ECE 458, Computer Security Assignment 3: Exercises for Topic 3


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Exercise 1∗
. In the public-key certificate system, suppose that the certificate authority
(CA) employs DSS signature. Assume that CA’s private key and public key pair is denoted
by (skCA, pkCA). Bob requests a public-key certificate for his key pair (skB, pkB), which is a
RSA key pair.
(a) Explain what Bob should submit to the CA to get the certificate for his public key pkB.
(b) How does CA generate the certificate of Bob’s public key? (You only need to specify the
format of the certificate.)
(c) When Alice wishes to send some sensitive information to Bob using Bob’s public key, what
does she need to do before she performs the RSA encryption using Bob’s public key?
(d) Why is a certificate authority necessary for a public-key system?
Exercise 2. Consider the man-in-the-middle attack when the Diffie-Hellman public keys are
not signed in Protocol C.
(a) Explain how the man-in-the-middle attack works.
(b) Show how an attacker could impersonate the entities A and B by the man-in-the-middle
(c) What are the secret keys that A and B, respectively, obtained by the end of the protocol?
Exercise 3. Assume that each of party A and party B has a pair of RSA public and private
keys. The public keys are certified by a trusted third party. Try to design a key agreement
protocol using public key for key transport and explain how mutual authentication is done
(which is referred to as implicit authentication).
Exercise 4∗
. Security analysis on IKE Auth:
(a) Try to find a man-in-the-middle attack on the ”IKE AUTH” exchange with the modification that the data fields over which the authentication payloads are generated such that
AUT Hi = Sigski
(Nr) and AUT Hr = Sigskr
(Ni), assume certificates are exchanged.
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(b) Try to explore possibilities to conduct a dictionary attack in IKEv2, when the pre-shared
secret Spre is a password with binary length 8 bits. (Hint: A failed execution may expose
a value AUT H and the data it is protecting.)
Exercise 5∗
. Security analysis on TLS:
(a) Assume the key establishment algorithm is RSA, and the client authentication is not
conducted, that is, message CertificateVerify is not sent. Try to identify an attack
which hijacks the session by sending an attacker-generated “pre-master secret” to the
server, where the messages F inished can carry along without being detected by either
the client or the server.
(b) Explain why the attack identified in (a) will not gain access to the server, if the client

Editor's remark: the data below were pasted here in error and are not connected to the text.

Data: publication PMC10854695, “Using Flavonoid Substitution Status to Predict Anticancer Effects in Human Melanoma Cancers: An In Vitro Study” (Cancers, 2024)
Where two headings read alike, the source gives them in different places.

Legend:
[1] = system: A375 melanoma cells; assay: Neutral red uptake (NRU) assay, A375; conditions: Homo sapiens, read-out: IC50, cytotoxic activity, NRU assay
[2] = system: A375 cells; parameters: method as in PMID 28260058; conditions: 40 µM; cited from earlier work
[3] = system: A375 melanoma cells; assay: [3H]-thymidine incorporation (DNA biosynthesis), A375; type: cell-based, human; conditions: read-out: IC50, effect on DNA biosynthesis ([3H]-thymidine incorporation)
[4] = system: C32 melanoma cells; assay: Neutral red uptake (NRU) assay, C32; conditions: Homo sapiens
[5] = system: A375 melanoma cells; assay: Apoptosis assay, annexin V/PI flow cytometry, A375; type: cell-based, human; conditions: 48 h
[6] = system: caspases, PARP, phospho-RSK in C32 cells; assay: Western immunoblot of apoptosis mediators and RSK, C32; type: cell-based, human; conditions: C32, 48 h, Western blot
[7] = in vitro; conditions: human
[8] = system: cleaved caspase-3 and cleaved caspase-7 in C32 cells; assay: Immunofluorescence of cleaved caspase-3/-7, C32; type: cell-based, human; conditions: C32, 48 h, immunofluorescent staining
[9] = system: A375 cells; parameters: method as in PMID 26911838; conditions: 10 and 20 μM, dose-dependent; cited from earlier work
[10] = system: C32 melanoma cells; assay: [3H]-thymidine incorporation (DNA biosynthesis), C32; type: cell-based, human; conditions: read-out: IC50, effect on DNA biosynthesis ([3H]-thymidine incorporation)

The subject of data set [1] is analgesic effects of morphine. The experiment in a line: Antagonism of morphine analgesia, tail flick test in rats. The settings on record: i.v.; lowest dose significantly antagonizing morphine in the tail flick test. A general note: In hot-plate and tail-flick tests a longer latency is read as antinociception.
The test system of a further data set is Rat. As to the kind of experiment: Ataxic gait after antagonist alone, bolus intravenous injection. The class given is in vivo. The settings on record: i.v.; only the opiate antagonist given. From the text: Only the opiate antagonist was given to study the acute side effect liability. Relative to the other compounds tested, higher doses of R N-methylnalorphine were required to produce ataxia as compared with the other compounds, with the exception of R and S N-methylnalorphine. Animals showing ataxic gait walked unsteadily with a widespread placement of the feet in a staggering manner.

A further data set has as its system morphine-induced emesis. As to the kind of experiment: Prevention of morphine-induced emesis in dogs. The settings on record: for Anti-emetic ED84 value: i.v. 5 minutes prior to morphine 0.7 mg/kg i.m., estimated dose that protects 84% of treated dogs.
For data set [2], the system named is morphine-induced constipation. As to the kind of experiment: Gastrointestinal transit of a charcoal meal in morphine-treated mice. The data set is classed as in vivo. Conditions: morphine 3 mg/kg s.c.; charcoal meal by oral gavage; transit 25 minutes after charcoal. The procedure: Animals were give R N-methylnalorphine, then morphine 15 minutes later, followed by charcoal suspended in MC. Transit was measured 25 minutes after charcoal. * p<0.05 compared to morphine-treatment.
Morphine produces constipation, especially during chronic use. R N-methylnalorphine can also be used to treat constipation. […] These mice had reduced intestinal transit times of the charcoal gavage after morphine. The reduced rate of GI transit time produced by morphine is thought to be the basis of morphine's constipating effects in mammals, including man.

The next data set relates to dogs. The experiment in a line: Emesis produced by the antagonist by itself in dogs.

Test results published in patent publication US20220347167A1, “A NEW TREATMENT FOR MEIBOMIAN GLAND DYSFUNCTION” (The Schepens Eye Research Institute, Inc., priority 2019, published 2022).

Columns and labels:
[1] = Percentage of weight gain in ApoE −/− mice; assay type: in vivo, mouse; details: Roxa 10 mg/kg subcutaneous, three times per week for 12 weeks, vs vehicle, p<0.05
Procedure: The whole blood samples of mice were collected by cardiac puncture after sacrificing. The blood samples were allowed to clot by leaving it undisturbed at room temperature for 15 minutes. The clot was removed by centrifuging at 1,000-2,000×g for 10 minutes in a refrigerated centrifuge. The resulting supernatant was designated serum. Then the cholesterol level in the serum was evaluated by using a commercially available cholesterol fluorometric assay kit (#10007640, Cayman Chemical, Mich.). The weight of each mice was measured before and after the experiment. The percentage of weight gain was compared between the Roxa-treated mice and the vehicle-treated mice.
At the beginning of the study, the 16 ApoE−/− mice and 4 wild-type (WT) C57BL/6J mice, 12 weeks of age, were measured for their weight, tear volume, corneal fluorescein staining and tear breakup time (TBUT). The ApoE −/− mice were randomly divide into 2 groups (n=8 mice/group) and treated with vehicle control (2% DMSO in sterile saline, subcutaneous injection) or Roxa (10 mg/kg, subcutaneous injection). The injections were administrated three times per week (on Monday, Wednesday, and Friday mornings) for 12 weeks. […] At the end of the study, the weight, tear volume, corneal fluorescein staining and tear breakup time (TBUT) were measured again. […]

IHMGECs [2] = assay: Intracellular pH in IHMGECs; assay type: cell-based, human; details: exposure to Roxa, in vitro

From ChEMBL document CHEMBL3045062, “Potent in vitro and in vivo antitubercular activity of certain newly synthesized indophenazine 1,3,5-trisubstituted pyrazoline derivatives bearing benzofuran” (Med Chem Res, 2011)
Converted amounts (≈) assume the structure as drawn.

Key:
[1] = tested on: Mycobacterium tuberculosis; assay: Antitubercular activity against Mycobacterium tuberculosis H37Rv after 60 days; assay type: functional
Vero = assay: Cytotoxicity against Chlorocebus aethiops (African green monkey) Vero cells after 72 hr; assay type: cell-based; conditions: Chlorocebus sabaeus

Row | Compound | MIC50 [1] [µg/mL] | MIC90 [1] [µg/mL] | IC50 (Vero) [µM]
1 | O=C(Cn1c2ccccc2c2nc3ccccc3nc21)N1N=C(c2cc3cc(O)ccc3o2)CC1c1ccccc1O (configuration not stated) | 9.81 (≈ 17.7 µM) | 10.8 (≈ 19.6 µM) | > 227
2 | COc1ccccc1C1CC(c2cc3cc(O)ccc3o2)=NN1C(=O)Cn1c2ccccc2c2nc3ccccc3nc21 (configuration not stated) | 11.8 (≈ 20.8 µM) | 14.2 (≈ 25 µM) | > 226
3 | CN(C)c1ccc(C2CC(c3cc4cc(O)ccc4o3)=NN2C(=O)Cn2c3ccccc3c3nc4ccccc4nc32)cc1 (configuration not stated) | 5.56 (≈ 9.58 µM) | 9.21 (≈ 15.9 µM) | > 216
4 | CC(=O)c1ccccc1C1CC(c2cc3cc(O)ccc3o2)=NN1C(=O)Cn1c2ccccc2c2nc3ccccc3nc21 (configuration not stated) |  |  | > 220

must enter a password before any further application data will be exchanged.
(c) Try to explain why key establishment algorithms RSA and DH cannot provide perfect
forward secrecy.
Exercise 6. Consider the authentication vectors in AKA in 4G-TLE.
(a) Explain the functionalities of fi
, i = 1, · · · , 5 used to generate the authentication vector
in AKA, i.e.,
XRES = f2(K, RAND)
CK = f3(K, RAND)
IK = f4(K, RAND)
AK = f5(K, RAND)
MAC = f1(K, RAND, SQN, AMF).
(b) Explain functionality of SQN ⊕ AK. Which value is served as a masking value?
(c) Explain how the UE entity authentication and the network entity authentication are
Exercise 7. List the security flaws in WEP and comment that if you were a designer of
WEP, you may argue how the design were considered as secure.
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Exercise 8. A forgery attack on GHASH. GHASH is used in GCM in TLS and GCMP in
WiFi, as well as EIA1 in 4G-LTE. In theory, it has been proved it is secure under the assumption that nonce cannot be reused. As you have seen, in the real world, in both 4G-LTE
and WiFi, the nonce can be forced to repeat. Hence, an attacker is able to forge the authentication generated by GHASH. In the following, we will assume that a GHASH polynomial is
evaluated in finite field GF(24
), defined by t(x) = x
4 + x + 1, a primitive polynomial, and α
is a root of t(x) in GF(24
). We give the following two pairs of plaintext and ciphertext.
plaintext ciphertext
M = 001100101111 C = 101000111001
M0 = 100000110000 C
0 = 001011100101
where the right most bit is LSB and each ciphtext is generated by a random cipher.
(a) ∗∗ Let H = 0101 in GCMP, compute GHASH(C, H) and GHASH(C
, H). Find a
ciphextext which has a valid hash value.
(b) ∗∗ In EIA1, let P = 1111, Q = 0001 and OT P = 0011 (i.e., without truncating), compute
, P), the GHASH component in EIA1 for message M
and M0
(c) Provide an argument to show that a forgery for GCMP is successful even it is over the
(d) ∗∗ Show that after attacker intercepts the MAC-I(M) and MAC-I(M0
), he can forge a
valid MAC-I(Mnew) where Mnew = 0110 · (M + M0
) + M. (Hint. Show that MACI(Mnew) = α
[MAC-I(M) + MAC-I(M0
)] + MAC-I(M).)
(e) Identify a possible forgery when the attacker has only one MAC for both GCMP and
Note. An example of the format for GHASH,
GHASH(M, H) = M1H3 + M2H2 + M3H
where M = (M1, M2, M3) where
M1 = 0011, M2 = 0010, M3 = 1111.
@G. Gong, ECE 458, Computer Security, Spring 2020 4
Exercise 9. Assume that a path consists of n nodes, n > 2. A piece of data D is transported
from node 1 to node n.
(a) Assume that each node i, i = 1, 2, · · · , n, has a pair of public and private keys (pki
, ski)
used for digital signatures, where the public key pki
is certified by a CA, which is trusted
by all the other nodes on the path. Can integrity protection and authenticity be applied
on the path in both end-to-end and hop-by-hop manners through digital signature and
how? (Hint: the data D can be protected by more than one signature.)
(b) If using symmetric key based message authentication code, what are the conditions about
the shared keys among these nodes to achieve both end-to-end and hop-by-hop integrity
protection and authenticity?